There was a time when police officers handled a domestic violence call by telling angry men to take a walk and cool off. They still do, but the walk is straight to jail. And increasingly, it is the woman who takes the hike.

Police in at least 24 states now receive training in how to decide who is the "primary aggressor," a term that does not necessarily mean the person who struck the first blow or even caused the most damage, according to the National Council of Juvenile and Family Court Judges.

"Primary" means "most significant." The definition requires officers on the scene to go through a long checklist of indicators, including a history of violent or coercive behavior.

Backers of the "primary aggressor" law hoped it would reduce domestic violence and the number of women arrested for defending themselves.

In 1987, women were arrested in 5 percent of California's domestic violence cases; that rate had risen to 15 percent by the time the state passed its primary aggressor law in 1997.

Last year, as overall domestic violence arrests declined in California, the percentage of women arrested rose still further, to 16 percent: 9,373 arrests compared with 47,519 for men.

Just why more women are being arrested is unclear. Social scientists and police departments are stumped. But some possibilities are that women are being more aggressive, that women are beating other women, and that male victims are increasingly likely to come forward and be believed by officers.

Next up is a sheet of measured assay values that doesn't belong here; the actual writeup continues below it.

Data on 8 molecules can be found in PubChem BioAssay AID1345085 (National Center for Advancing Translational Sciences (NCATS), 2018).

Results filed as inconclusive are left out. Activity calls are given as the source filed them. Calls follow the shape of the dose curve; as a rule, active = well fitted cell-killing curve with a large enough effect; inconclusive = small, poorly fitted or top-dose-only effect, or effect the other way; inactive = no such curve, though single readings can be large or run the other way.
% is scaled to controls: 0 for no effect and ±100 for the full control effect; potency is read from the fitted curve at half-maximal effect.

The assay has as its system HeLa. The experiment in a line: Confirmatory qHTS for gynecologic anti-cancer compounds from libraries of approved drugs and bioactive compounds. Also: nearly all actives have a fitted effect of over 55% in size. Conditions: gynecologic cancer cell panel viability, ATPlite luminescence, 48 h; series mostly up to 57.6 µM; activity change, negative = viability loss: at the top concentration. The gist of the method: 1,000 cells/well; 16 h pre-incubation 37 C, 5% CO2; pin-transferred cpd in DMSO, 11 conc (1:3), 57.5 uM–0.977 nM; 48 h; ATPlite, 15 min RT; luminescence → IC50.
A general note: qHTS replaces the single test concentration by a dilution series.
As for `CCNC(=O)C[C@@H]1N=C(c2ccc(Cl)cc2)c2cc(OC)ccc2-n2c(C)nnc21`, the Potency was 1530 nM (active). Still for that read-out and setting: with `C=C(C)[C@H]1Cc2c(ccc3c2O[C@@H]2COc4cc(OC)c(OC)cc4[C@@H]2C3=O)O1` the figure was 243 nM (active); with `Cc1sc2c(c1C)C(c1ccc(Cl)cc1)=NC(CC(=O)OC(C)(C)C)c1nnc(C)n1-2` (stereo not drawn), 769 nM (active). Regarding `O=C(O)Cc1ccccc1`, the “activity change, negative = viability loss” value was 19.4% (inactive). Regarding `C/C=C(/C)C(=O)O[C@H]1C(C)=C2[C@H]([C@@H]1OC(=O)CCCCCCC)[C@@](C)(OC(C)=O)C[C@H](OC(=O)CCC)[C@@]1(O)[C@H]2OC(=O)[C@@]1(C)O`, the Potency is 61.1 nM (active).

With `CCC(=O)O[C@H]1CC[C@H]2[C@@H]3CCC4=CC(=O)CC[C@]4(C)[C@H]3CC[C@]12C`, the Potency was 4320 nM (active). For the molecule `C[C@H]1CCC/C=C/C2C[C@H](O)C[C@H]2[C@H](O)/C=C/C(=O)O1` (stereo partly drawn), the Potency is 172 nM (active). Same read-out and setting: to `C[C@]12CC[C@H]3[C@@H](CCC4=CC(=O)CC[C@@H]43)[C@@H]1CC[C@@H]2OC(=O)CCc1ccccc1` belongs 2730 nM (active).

Another possible reason is that there are more female police officers, said Katharine Killeen, director of the California District Attorney Association's Violence Against Women Project.

"They don't just let a woman go the way some men cops might," she said. "Also, men are learning how to work the system better and bring charges."

Women's groups campaigned heavily for primary aggressor laws, which were designed to prevent battered women from also having to go through the trauma of being arrested for fighting back.

New York Gov. George E. Pataki (R) made note of that in 1997 at the signing ceremony for his state's law. "Women who are the targets of domestic violence should not be victimized again by being arrested simply for defending themselves," Pataki said.

That is one reason the increase in the arrests of women under primary aggressor laws is surprising.

"This is geared to the prosecution of men," said Deputy Public Defender Lidia Stiglich, who handles arraignments in San Francisco's domestic violence court.

Whoever calls the police first wins, she said. And that is usually the woman. "If you are a man, you are toast," she said.